Using the perspective grid tool in Adobe Illustrator

Luke O'Neill demonstrates how to add an extra dimension to your vector work using the perspective tool.

The perspective tool, much like anything in Adobe Illustrator, can seem a little complicated and daunting at first. Fortunately though, once you understand the basics its pretty easy to get to grips with and you'll end up wondering why you've never used it before.

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Through the next five steps I'll run through the basics of setting up a perspective grid and demonstrate how you can draw directly onto the grid or apply existing vectors to it. I'll also demonstrate a couple of basic applications for its use that can be applied to a variety of different projects.

01. Setting up the perspective grid

To bring up the perspective grid simply click on the perspective tool icon in the toolbar which will bring up the standard two point perspective grid. There are three grid presets, 1-point, 2-point and 3-point perspective. You can switch between these by navigating to View>Perspective grid and then simply choose the grid you wish to work on. You can only have one grid active per Ai document so bear this in mind before you begin applying anything to the grid.

02. Drawing objects directly onto the gird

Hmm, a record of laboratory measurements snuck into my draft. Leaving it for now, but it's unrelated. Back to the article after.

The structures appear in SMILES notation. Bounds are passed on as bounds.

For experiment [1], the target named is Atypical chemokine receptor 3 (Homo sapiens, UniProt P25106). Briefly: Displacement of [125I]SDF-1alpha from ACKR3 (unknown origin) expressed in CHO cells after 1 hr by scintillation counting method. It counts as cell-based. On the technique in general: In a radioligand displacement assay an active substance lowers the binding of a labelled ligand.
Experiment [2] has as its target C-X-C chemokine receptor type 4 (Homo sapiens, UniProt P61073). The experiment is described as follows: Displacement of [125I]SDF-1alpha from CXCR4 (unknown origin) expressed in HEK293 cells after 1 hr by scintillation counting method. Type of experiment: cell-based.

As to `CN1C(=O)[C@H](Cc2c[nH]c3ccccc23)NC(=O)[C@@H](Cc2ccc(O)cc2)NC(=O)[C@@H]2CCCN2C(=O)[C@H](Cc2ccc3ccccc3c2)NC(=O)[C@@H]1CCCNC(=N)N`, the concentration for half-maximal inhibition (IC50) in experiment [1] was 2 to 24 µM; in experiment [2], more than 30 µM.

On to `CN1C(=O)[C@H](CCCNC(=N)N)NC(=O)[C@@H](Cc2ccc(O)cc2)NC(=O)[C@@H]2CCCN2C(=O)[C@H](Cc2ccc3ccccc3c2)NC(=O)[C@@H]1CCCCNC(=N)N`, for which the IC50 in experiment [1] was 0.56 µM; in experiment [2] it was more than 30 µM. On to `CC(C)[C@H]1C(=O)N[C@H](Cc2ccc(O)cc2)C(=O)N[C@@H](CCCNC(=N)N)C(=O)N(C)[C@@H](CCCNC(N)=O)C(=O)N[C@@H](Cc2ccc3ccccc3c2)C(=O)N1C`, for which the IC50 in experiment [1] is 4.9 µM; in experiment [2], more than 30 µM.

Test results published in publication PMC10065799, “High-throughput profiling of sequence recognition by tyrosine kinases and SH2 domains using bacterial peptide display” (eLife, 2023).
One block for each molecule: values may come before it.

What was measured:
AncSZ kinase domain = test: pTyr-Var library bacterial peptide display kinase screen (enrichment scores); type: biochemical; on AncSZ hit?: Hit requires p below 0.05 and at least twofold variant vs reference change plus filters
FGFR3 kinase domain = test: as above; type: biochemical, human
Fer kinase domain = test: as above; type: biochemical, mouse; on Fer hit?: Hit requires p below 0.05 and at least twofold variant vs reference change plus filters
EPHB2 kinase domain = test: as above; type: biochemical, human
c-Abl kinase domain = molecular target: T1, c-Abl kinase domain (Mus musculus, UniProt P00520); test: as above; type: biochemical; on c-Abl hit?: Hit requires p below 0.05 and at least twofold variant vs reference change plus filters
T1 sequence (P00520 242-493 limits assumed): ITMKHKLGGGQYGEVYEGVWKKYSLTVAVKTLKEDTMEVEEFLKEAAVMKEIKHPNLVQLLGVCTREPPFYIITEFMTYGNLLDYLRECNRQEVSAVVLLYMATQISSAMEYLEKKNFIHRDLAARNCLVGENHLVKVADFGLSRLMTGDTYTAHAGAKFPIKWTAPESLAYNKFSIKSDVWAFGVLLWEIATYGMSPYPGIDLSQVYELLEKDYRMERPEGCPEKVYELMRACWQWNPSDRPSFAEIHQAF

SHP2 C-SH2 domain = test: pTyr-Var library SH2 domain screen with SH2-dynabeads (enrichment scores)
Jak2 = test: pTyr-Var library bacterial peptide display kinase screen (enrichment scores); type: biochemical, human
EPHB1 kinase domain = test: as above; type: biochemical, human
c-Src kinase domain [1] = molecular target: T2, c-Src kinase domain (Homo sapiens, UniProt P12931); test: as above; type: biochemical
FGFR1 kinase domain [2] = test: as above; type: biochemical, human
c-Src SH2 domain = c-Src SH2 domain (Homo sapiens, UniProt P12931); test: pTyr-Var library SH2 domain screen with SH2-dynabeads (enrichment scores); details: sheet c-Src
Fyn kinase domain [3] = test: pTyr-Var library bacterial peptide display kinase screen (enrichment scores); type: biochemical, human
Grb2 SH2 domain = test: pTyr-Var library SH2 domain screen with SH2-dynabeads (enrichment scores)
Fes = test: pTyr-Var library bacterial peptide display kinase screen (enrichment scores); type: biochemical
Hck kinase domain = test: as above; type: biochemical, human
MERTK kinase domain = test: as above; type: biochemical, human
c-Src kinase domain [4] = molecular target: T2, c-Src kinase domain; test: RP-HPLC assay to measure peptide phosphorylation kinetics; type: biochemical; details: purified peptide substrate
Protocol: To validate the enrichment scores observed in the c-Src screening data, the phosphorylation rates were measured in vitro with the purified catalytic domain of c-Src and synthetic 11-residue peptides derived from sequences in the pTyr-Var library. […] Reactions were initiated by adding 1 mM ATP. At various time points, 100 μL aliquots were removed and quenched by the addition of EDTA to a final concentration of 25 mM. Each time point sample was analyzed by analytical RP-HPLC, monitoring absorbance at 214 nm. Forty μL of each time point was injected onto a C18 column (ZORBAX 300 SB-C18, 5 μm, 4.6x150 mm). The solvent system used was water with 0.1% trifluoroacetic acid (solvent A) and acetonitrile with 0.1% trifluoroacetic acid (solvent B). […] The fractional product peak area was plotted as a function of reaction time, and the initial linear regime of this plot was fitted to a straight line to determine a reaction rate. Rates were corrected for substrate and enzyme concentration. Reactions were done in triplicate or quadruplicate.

You can adjust the grid easily by hovering over the widgets on the grid which will change to a move icon to indicate which direction you can adjust the grid. Drawing directly onto the grid in perspective is easy, simply select one of the shape tools, in this case the rectangle tool, and begin drawing directly onto the grid.

To switch the perspective plane that you wish to draw onto, just click the relevant plane on the cube icon in the top left. If you wish to adjust the shapes you've drawn on the grid whilst maintaining their correct perspective then always use the perspective selection tool and not the normal selection tools.

03. Applying existing vectors to the grid

Drawing directly onto the perspective grid can be a little clumsy if you're creating anything other than simple flat planes. For more detailed graphics/elements its best to draw them flat off grid and then apply them to the perspective grid later.

To do this simply select the plane you wish to apply the graphic to and then using the perspective selection tool, simply drag it onto your perspective grid. You can adjust the size and position in the same way that you would any other object whilst maintaing the correct perspective.

04. Creating a tunnel vision effect

You don't have to rely entirely on the perspective grid to achieve some quick perspective effects. To create a tunnel vision effect then simply drag the perspective graphic from the previous step using the direct selection tool, then hit R for rotate and select a central position.

Use the radial effect tool to create a tunnel vision effect by entering a fraction, in this case 360/6, copy the graphic and hit Cmd+D to duplicate it.

05. Applying graphics to walls

The perspective tool is also good for mocking up what a sign or graphic might look like on a wall. Simply use the File>Place command to import a jpeg that you'd like to use as your base.

Then simply move it under the grid, adjust the grid to the same perspective as the wall and drag your graphics onto the grid to see how they'll look in the real world. You can of course then paste the graphic into photoshop to give it a more natural look whilst maintaining the same perspective.

Words: Luke O'Neill

Luke O'Neill is art editor on T3 magazine.

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